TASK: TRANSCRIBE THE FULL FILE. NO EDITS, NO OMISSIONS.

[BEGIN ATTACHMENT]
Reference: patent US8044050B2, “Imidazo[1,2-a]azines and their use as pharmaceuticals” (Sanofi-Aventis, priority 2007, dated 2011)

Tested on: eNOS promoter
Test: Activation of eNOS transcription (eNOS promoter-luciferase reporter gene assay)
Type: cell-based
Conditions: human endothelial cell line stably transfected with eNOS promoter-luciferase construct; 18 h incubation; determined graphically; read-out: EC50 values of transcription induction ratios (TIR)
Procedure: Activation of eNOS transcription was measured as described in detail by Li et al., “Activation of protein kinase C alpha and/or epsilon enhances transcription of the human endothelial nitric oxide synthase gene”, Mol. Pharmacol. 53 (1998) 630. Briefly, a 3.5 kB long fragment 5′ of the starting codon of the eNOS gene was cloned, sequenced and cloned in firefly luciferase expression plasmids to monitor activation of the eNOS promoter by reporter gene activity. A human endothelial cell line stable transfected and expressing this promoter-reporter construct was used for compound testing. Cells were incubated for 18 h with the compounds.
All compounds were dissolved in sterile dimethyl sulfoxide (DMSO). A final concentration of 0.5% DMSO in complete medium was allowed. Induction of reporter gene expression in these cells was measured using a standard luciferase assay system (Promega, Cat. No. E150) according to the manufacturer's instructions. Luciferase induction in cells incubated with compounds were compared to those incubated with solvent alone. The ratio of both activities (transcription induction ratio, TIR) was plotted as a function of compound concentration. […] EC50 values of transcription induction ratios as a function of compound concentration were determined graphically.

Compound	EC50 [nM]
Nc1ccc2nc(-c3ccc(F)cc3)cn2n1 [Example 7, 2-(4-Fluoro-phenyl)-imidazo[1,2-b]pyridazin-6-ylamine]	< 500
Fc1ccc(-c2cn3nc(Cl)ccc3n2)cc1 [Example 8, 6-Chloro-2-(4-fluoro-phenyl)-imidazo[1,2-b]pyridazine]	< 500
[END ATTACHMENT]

Reference: patent US8044050B2, “Imidazo[1,2-a]azines and their use as pharmaceuticals” (Sanofi-Aventis, priority 2007, dated 2011)

Tested on: eNOS promoter
Test: Activation of eNOS transcription (eNOS promoter-luciferase reporter gene assay)
Type: cell-based
Conditions: human endothelial cell line stably transfected with eNOS promoter-luciferase construct; 18 h incubation; determined graphically; read-out: EC50 values of transcription induction ratios (TIR)
Procedure: Activation of eNOS transcription was measured as described in detail by Li et al., “Activation of protein kinase C alpha and/or epsilon enhances transcription of the human endothelial nitric oxide synthase gene”, Mol. Pharmacol. 53 (1998) 630. Briefly, a 3.5 kB long fragment 5′ of the starting codon of the eNOS gene was cloned, sequenced and cloned in firefly luciferase expression plasmids to monitor activation of the eNOS promoter by reporter gene activity. A human endothelial cell line stable transfected and expressing this promoter-reporter construct was used for compound testing. Cells were incubated for 18 h with the compounds.
All compounds were dissolved in sterile dimethyl sulfoxide (DMSO). A final concentration of 0.5% DMSO in complete medium was allowed. Induction of reporter gene expression in these cells was measured using a standard luciferase assay system (Promega, Cat. No. E150) according to the manufacturer's instructions. Luciferase induction in cells incubated with compounds were compared to those incubated with solvent alone. The ratio of both activities (transcription induction ratio, TIR) was plotted as a function of compound concentration. […] EC50 values of transcription induction ratios as a function of compound concentration were determined graphically.

Compound	EC50 [nM]
Nc1ccc2nc(-c3ccc(F)cc3)cn2n1 [Example 7, 2-(4-Fluoro-phenyl)-imidazo[1,2-b]pyridazin-6-ylamine]	< 500
Fc1ccc(-c2cn3nc(Cl)ccc3n2)cc1 [Example 8, 6-Chloro-2-(4-fluoro-phenyl)-imidazo[1,2-b]pyridazine]	< 500